NEW YORK — Gregg Popovich will do everything he can to lead the United States to Olympic gold in Tokyo. Except for one thing.
He won’t lobby players to go to China, where the U.S. will play in the Basketball World Cup and qualify for the 2020 Olympics.
“I just think that would be inappropriate for me before games to go up to one or two guys on each team and say, ‘Hey, are you going to play for us this summer? I’d really like to have you,’” Popovich said. “He’s there to try to whip (us). He’s got a different priority that night and I think it would be inappropriate for me try to do that.”
Popovich has been the Americans’ national team coach for a few years but there was never a guarantee he’d actually get to lead them in competition. The U.S. first had to qualify for the Basketball World Cup, where the Americans can then play their way into the 2020 Olympics. Jeff Van Gundy guided the U.S. through qualifying, earning a spot in China with teams comprised of mostly NBA G League players. He finished 10-2 when the Americans beat Argentina 84-83 on Monday night in Greensboro, North Carolina .
“He was remarkable. Spectacular. Off the charts what he did to qualify the USA for the world championships,” Popovich said. “He put together about five different teams, mostly different players each time in a short amount of time they had to get them ready. If they didn’t do well, U.S. doesn’t go and he deserves a lot of credit for doing that on his own and really grateful to him.”
The minor leaguers will now give way to NBA stars this summer. Popovich, the San Antonio Spurs coach who was hired in 2015 to succeed Mike Krzyzewski following the Rio Olympics, said he doesn’t believe anybody has, thus far, committed to playing.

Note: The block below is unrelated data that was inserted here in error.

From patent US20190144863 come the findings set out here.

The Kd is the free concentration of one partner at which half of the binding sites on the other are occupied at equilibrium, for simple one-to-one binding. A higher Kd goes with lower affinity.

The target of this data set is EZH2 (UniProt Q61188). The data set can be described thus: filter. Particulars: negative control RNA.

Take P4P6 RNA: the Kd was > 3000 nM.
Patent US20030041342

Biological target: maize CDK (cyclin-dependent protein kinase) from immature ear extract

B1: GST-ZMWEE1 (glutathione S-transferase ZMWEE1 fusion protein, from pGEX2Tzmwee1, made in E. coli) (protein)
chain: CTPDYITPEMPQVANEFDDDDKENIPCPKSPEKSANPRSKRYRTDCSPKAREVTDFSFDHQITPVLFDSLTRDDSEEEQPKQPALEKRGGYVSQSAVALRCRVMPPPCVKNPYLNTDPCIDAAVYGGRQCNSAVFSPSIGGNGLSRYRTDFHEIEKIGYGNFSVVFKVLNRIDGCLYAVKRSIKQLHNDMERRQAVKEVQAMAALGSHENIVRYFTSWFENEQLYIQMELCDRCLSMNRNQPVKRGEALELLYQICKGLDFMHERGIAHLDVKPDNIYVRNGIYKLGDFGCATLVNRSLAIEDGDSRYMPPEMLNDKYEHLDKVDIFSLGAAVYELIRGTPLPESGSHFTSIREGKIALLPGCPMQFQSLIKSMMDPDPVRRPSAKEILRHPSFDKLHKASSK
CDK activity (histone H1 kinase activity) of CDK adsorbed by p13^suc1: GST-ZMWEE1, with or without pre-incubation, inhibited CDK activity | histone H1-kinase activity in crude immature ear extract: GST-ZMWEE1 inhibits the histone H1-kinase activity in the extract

The Americans compiled a national team pool of more than 30 players they can choose from, knowing top stars such as LeBron James are unlikely to want to play consecutive summers. They will trim that to a smaller number to invite to training camp in Las Vegas this summer, with the goal of getting the final roster of 12 players there.
Unlike Krzyzewski, who rarely saw his prospective players while coaching at Duke, Popovich is around them all the time during the NBA season.
“And hate half of them,” he joked. “It’s going to be really tough to coach them.”
USA Basketball leaders haven’t begun reaching out to World Cup prospects yet, needing to devote their time first to the revolving-door rosters of the qualifying games. With that behind them, national team managing director Jerry Colangelo and director Sean Ford can begin assembling the next team — without Popovich’s help.
“Jerry Colangelo has been the wizard of that, he’s been the guy who’s put those teams together along with Sean Ford,” Popovich said. “The two of them have done yeoman work over the years in putting the groups together and they’re good at it, so I’ll leave that to them.”